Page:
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The Fellowship FAQ

Common questions about the admission process, requirements, eligibility, and more for the Fellowship for Public Education Leadership.  

Admissions Process and Application Requirements

The Fellowship has a multi-part application process. For the 2024-25 cohort, our application process opened January 23 and will close March 13, 2024. The application consists of an initial form that collects information about your professional role and organization; a current resume; unofficial academic transcripts; and three short essays.  

Selected candidates will move to an individual interview held April 1-12, 2024. A final group of candidates will be invited to a final virtual interview day held either May 17 or May 18, 2024. Candidates invited to the final interview will be asked to submit two professional references prior to attending their scheduled interview day.  

Decision notifications are released late May 2024 and the program begins in October 2024. 

We encourage recommendations from individuals in your professional network who can speak to your vision, leadership, and management style, including current and former supervisors, peer colleagues, and direct reports. At least one of your references should be in a position to assess your performance at your current job. Please note: recommenders will complete a form inside our application system, so while we encourage you to identify these individuals, they should not prepare a recommendation outside of The Broad Center system. 

Profile and Program Fit

The Fellowship is open to senior public education leaders working in large urban K-12 public school systems in the United States, including school districts, public charter organizations, and state education agencies. Applicants should currently serve in the top role in their district or agency, or should report directly to the district or agency leader.  

Fellows must work in school districts that serve at least 15,000 students drawn primarily from historically underserved communities. Eligible public charter organizations operate a minimum of five school sites and are located in areas that would otherwise qualify under the district size eligibility requirements. 

In addition to the eligibility requirements, TBC seeks Fellows that show strength across five competency areas and demonstrate capacity in six personal traits we believe are necessary for success in K-12 education leadership. Diversity, equity, and inclusion are essential to TBC’s mission of empowering school system leaders to achieve the dual goals of excellence and equity, therefore our admissions team looks for evidence of a commitment to equity across the other competency areas and traits.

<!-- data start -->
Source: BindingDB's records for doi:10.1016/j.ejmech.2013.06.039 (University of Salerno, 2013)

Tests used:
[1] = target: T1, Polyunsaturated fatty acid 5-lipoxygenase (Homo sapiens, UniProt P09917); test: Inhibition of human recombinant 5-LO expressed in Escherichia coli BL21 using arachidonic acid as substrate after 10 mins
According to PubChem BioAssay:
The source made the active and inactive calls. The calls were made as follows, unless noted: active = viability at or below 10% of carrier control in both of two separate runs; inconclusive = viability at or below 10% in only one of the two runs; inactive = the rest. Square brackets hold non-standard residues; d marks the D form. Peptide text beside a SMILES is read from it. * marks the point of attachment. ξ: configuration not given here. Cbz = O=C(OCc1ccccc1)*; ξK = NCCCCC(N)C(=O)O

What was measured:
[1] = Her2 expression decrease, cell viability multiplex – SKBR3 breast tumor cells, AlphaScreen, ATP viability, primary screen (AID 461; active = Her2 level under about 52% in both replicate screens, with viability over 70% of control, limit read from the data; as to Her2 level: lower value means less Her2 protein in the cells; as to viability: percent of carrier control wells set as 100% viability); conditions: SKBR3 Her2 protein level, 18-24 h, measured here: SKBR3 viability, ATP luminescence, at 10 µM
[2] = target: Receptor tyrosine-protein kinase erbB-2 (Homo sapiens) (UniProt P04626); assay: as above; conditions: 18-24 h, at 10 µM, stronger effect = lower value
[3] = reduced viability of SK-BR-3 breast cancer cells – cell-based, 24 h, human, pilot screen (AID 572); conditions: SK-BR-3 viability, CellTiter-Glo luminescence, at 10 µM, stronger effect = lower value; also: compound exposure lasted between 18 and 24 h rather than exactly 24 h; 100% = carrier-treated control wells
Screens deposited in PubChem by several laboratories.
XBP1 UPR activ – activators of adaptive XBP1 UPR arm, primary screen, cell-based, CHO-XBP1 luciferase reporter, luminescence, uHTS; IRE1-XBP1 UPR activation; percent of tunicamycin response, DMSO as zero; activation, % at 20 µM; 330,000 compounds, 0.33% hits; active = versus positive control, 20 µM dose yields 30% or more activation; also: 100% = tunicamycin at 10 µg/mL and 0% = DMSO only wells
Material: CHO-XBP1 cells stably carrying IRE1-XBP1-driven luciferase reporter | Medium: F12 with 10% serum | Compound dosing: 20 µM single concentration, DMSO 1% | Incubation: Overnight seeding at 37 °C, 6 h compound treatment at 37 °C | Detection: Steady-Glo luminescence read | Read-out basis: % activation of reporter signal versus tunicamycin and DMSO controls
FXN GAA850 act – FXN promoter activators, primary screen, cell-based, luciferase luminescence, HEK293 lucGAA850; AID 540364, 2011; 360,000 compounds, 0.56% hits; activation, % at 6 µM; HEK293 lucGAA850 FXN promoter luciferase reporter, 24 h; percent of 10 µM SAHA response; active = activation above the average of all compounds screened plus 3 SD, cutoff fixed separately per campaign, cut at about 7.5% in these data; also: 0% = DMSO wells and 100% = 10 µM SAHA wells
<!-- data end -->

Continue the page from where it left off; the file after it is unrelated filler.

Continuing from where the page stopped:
Equity​: Demonstrates leadership in improving outcomes for historically underserved student groups and communities through specific actions across other competency areas and traits​ 

Vision: Creates and communicates a compelling and meaningful vision and mission for their organization and achieves buy-in for that vision among staff, constituents, and partners  

Strategy: Ensures the overall vision and mission are accompanied by clear strategies to achieve them, including making connections and synthesizing data and evidence to determine course of action. 

Management: Leads effective management of people and projects across the organization, while focusing on talent recruitment, retention, and development. 

Navigation: Identifies, understands, and builds strategic alliances and coalitions to support and sustain key strategies. 

Communication: Clearly and effectively communicates the work of their school system, including building relationships across people of different backgrounds and perspectives. Communicates with authority, credibility, and calm in times of crisis. 

Personal Traits for K-12 Success: Demonstrates self-awareness, development orientation, flexibility, empathy, optimism, and courage​ 

While we believe deeply in the important roles of school building leaders in driving results for students within their classrooms and schools, TBF is focused specifically on supporting individuals in senior leadership roles in a school system’s central office or similar roles in a state education agency.  

No, TBF is designed for senior leaders currently working in a public school system in the United States.